Friday, January 12, 2007

Realistic Everything

I have given some thought on the interest of making things realistic. I'll share with you some of those thoughts, with a glimmer of hope that some may feel the same enthusiasm at these ideas than I do.

I'm thinking that first, combat, in all its forms, should be made more realistic.

Take the melee fights. In a traditional MMORPG, it will be mostly about people getting in front of each other and hitting the opponent over and over until their hit points are depleted. Now, I won't argue against the concept of hit points, even though I realise it is far from realistic as far as combat is concerned, but why do battles have to be so monotonous? Just waiting for the battle to end is certainly boring, but at the same time, you don't want to involve the players directly into the fight, lest your game gains too much of a 'twitch' attribute that certain roleplayers seem to despite. Fortunately, you don't have to involve a player's reflexes and aim to make the combat interesting; simply involve players in the tactics used in the fight.

A swords fight, for example, is won with different tactics, which you want to hide from your opponent. You can feign weakness, and hope your opponent will fall for it; or you can establish a strong defence, and pray that your opponent would be reckless. You can fight recklessly, and hope to overcome your opponent's defences, or you can taunt him, to make him lose concentration. Each fight should be different, and the players need only have to play their own strenghts, and their opponent's weaknesses, to obtain victory.

In ranged fighting, unless you are part of a great army, you will not simply shoot as fast as you can in the hope of out-damaging your opponent. If stealth is on your side, you will aim carefully before shooting. I can envision a player being presented with various probabilities regarding the shot to be taken, and choosing more or less precisely when to take it; take the shot quickly, take it or take it comfortably. It all depends on the evolving circumstances. When faced with an opponent who is aware of your presence, things get more complicated. The player would have to balance the probabilities of the missile being deflected, or simply missing, while the opponent is more or less distracted by things around him; a good team could work dynamics by which the ranged fighters would be safe from assailants and still get good shots at them at opportune moments.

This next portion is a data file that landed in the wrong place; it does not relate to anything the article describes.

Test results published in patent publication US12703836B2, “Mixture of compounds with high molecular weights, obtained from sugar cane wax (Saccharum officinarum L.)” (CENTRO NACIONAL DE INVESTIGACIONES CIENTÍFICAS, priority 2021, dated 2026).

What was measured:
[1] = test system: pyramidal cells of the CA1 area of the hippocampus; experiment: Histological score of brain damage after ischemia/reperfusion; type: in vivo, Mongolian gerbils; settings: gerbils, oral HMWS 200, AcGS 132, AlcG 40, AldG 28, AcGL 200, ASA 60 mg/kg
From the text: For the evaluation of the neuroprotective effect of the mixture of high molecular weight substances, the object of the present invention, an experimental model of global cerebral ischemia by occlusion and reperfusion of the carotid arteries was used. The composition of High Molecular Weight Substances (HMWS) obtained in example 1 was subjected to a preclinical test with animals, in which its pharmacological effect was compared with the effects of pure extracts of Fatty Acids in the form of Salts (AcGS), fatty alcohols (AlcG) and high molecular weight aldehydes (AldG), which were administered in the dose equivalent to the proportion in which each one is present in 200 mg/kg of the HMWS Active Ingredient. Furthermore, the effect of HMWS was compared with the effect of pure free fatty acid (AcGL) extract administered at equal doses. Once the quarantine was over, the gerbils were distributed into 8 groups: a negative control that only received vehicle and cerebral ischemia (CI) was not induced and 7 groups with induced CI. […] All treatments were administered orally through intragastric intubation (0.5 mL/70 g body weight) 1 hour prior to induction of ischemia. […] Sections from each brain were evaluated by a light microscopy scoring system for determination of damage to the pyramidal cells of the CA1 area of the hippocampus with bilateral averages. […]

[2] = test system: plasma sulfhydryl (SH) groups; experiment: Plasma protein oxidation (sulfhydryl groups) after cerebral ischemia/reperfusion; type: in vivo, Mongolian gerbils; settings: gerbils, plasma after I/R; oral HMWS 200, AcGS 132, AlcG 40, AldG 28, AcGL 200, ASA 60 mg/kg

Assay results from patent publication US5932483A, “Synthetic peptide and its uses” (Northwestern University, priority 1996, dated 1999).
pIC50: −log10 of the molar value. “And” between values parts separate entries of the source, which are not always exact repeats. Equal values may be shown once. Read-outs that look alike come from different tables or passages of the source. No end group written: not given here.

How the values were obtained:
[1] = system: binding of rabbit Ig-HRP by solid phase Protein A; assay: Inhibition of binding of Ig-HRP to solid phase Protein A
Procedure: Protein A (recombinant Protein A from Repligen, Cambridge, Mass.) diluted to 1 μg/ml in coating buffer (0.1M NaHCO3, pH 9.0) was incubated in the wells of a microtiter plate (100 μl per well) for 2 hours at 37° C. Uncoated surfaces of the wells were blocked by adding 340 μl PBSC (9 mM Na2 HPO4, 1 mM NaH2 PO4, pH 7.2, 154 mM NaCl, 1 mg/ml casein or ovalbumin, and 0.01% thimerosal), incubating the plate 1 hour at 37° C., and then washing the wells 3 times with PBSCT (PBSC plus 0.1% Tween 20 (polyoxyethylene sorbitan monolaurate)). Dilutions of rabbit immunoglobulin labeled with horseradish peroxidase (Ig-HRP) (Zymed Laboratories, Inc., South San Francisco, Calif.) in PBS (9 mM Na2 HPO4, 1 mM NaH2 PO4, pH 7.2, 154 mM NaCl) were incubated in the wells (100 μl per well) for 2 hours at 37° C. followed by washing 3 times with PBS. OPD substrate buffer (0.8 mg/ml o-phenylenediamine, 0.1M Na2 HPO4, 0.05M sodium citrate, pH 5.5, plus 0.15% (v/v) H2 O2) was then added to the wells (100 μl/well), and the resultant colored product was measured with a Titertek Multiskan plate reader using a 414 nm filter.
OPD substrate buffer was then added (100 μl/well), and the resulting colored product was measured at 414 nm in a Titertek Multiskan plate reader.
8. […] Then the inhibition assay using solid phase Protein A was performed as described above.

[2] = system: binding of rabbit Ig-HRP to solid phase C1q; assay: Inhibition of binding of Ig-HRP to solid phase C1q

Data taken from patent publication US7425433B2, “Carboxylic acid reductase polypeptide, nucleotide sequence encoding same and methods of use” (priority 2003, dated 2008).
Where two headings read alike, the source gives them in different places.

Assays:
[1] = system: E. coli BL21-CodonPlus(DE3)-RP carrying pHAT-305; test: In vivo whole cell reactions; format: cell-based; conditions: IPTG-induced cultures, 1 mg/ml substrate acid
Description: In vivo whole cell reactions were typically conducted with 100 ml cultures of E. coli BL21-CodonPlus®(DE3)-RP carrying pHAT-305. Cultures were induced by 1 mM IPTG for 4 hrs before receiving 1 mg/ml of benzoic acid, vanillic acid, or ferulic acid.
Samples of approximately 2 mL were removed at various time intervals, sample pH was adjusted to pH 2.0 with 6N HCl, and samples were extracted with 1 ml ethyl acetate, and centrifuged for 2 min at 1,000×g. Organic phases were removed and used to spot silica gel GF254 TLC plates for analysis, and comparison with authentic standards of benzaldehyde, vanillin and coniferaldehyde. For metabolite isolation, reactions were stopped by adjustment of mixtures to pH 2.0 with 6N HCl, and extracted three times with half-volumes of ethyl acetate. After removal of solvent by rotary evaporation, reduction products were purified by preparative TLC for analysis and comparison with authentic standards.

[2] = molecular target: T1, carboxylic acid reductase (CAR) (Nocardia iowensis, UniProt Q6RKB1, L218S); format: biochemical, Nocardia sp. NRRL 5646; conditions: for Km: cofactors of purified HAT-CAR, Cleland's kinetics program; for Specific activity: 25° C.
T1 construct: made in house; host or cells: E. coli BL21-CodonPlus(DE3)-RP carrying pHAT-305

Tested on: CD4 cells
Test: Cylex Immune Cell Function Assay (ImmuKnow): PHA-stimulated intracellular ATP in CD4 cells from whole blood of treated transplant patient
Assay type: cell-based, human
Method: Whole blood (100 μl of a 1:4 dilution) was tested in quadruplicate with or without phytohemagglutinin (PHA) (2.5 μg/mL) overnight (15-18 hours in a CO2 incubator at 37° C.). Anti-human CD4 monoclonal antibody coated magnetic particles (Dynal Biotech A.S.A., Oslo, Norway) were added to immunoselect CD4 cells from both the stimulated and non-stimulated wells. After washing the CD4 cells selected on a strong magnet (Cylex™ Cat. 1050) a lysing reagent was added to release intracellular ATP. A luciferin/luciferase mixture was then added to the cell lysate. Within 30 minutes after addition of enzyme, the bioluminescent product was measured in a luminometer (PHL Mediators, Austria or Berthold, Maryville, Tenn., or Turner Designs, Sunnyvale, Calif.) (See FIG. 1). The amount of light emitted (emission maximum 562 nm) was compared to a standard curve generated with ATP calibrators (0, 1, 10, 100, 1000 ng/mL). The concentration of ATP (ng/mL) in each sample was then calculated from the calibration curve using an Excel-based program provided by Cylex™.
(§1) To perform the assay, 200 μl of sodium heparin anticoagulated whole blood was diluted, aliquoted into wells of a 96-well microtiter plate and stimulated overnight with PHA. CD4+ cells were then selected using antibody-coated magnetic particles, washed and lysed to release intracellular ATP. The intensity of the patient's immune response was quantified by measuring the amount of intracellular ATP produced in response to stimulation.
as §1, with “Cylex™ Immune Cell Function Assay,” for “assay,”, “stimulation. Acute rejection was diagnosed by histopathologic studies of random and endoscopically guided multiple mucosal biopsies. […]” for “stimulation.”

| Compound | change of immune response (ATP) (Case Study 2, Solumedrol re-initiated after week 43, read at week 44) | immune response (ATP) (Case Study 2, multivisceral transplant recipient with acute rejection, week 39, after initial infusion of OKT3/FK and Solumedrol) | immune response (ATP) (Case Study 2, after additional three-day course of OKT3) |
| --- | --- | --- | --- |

When you get into magical combat, of course, things get more complicated. Some people could develop casting spells while defending themselves into an art, taking unsuspecting opponents by surprise, while others opt for safer routes of using defensive spells, meat shields, or simply running faster than the opponent. Of particular notice is the possibility for fighting players do develop anti-magic techniques, which could be devastating if applied properly. Once again, a player tries to play his strenghts to his opponent's weakness, and may the best win.

But the fun doesn't have to come exclusively to the fighters. Crafting doesn't have to be the tedious task that some MMORPGs make it seem to be. I have previously discussed
ways to make crafting more interesting, so I think my opinions and ideas are pretty clear now, but I think one aspect which still requires attention is the ability for low-level crafters to be of use to the community. A lot of games will force players to spends hours upon hours, as well as a large quantity of resources, into gaining points in their crafting skills before they can make anything that anyone would want, with the effect that there is virtually no one making anything but the most skill-efficient items until they have reached the maximum level of crafting. What would be efficient to make items from players with less skills more desirable would be to have the costs of increased quality be higher, with little regard to skill levels. That way, a simple item made by a low-level player would have sensibly the same qualities as one made by an higher-level player, with the exception that making said item would be more enticing to lower-skilled players, due their limited capabilities and the increased probabilities of leveling off it.

So now there really isn't any reason to think that realism cannot be fun too. With more realistic situations, not only do games become more enticing, but greater emphasis can be placed in individual tactics, making players finally have a need for all those great strategies developed over the years.

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